Meredith Hoops is majoring in sport and event management (SPEM) and hospitality management with a minor in coaching and marketing. This summer, she spent time in Colorado Springs, Colorado for an internship that focused on event management with the Pikes Peak International Hill Climb. We asked her to tell us more about what she’s learning and what her career goals are.
What I’m learning: I laugh every time everyone asks me what my job entails. Essentially, anything and everything you could imagine. Inventory, contact with rentals, ticket reports, refunds, merchandise, spectator questions, competitors mailings, bulletins through e-mail, set-up, opening ceremonies, run of show, etc. The list never ends. I am learning anything and everything that goes into an event that has been around for almost 100 years and how to plan for the unexpected.
What I’d like to do after graduation: I intend on coming back to Colorado post graduation in hopes of landing an event management job. Colorado is filled with countless sports organizations so it’s the perfect spot for someone looking for what I am.
About the 2015 PPIHC: Pikes Peak International Hill Climb just completed their 99th anniversary on June 28, 2015, which makes them the second longest motor race in the world. While thousands of people attend the race, approximately 25,000 attend our Fan Fest downtown Friday night. This year the Sheik of Qatar attended and drove up behind the pace car, while we also had international competitors and Indy competitors. The
course runs 12.42 miles with 156 turns and rising over 5,000 feet in elevation up Peaks Pikes aka America’s Mountain. With a few fatalities in the past and countless wrecks, the race is incredibly dangerous, but is still on the bucket list of most drivers. In our second day of qualifying on the mountain this year we had a competitor fatality where a bike competitor, Carl Sorensen, went off a cliff. This was an especially difficult day in the office for everyone. The drivers know the dangers of this race, but yet their heart and desire push them to compete in it. In Carl’s case, he was lucky enough to pass doing something he loved. We will all remember him and his passion for racing.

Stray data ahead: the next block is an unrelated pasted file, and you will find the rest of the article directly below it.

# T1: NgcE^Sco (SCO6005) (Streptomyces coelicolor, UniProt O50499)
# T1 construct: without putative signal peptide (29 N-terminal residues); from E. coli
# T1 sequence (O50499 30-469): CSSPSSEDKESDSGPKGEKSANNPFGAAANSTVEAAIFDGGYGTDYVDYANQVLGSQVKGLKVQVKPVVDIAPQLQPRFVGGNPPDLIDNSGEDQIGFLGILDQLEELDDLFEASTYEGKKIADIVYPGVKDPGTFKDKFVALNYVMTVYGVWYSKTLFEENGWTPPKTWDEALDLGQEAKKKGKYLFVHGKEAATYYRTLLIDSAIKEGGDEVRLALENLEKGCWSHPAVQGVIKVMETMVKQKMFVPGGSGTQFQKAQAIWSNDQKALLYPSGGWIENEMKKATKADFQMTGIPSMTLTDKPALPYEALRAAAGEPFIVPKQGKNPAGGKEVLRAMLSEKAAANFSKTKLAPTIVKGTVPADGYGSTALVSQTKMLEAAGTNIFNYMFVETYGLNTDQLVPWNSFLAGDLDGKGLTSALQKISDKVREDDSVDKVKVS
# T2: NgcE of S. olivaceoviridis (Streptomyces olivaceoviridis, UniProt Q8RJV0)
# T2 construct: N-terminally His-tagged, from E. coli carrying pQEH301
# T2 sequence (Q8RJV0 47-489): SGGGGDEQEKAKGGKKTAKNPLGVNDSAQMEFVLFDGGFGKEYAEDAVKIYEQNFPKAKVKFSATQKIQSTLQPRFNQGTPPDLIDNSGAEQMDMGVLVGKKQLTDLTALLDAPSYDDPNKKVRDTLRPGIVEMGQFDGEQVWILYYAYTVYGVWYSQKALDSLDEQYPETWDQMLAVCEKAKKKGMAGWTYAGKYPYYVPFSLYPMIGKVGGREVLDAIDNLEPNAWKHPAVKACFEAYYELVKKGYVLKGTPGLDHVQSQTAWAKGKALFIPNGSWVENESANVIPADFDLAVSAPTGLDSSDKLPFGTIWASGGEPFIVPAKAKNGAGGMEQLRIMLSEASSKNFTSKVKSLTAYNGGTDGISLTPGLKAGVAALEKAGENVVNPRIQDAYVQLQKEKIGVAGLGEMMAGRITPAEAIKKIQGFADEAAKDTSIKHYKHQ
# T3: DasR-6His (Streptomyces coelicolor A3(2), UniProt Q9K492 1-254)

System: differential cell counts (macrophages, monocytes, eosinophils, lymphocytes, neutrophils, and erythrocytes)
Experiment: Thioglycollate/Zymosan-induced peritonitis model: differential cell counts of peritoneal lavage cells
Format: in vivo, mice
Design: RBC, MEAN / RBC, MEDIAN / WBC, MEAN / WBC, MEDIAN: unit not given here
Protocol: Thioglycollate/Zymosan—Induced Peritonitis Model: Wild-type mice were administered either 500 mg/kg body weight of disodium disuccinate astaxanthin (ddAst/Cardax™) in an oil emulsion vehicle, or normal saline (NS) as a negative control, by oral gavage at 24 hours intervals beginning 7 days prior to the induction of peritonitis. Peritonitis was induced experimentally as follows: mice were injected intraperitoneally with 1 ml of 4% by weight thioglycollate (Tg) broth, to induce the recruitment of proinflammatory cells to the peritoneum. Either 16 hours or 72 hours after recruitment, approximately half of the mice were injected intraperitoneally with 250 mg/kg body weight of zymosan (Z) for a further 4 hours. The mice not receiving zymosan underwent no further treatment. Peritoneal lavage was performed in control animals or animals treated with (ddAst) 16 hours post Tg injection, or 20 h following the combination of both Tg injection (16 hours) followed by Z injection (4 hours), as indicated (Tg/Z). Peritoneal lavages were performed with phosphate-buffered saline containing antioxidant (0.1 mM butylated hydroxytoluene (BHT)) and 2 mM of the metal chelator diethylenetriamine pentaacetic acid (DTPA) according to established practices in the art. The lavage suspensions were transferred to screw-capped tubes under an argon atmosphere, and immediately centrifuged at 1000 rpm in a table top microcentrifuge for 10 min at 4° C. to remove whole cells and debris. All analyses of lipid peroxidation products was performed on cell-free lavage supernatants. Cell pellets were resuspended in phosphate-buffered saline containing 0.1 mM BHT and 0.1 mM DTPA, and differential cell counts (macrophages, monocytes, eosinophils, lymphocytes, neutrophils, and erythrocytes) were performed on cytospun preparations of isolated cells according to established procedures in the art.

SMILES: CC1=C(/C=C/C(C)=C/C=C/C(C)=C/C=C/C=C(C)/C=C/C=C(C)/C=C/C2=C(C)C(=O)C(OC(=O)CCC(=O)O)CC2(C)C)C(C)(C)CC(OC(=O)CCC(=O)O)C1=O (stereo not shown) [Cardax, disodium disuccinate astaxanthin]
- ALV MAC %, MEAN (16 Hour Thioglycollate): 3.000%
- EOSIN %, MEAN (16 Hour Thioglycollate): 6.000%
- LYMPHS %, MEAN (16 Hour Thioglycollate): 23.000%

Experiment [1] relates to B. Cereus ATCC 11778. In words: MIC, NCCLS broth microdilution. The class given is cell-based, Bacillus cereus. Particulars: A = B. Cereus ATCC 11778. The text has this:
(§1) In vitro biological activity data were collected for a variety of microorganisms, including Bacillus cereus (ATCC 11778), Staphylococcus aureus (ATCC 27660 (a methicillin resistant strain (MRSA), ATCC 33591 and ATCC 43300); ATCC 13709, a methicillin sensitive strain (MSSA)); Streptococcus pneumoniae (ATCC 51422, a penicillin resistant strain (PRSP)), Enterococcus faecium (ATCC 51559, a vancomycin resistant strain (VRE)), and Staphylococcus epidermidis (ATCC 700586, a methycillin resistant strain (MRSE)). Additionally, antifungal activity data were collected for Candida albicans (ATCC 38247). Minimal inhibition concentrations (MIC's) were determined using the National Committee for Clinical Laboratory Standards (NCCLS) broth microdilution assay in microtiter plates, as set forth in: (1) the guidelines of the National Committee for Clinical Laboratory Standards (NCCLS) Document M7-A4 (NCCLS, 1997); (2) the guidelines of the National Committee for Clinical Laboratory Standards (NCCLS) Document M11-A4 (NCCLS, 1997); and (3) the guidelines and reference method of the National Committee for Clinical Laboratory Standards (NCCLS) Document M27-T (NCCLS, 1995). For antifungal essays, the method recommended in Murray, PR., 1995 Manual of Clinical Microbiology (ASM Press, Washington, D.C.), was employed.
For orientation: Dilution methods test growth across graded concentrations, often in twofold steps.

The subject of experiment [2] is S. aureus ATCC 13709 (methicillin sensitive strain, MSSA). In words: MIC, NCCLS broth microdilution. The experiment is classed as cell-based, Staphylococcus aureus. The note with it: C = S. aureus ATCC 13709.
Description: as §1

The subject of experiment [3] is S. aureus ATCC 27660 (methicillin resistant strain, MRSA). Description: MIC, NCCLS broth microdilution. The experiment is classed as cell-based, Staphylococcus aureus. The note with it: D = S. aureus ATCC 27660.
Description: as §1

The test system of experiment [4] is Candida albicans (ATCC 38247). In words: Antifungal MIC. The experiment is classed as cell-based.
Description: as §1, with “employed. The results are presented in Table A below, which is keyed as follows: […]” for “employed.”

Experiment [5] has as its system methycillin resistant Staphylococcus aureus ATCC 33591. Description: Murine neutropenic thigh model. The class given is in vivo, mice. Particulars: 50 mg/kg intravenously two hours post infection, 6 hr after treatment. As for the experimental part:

The past two months have been a roller coaster of dealing with the unexpected. We’ve had intense turnover in interns/employees. Our office was struck by lightning a week and a half before the race and a tree fell through our conference room. On race day we had rain, hail, and snow at the summit forcing us to move the finish line down the mountain halfway through our run order. Regardless of the rough patches, I’d never imagine working with a better team. This was the experience of a lifetime and I’d recommend an internship here to any undergrad looking to get into the event management world.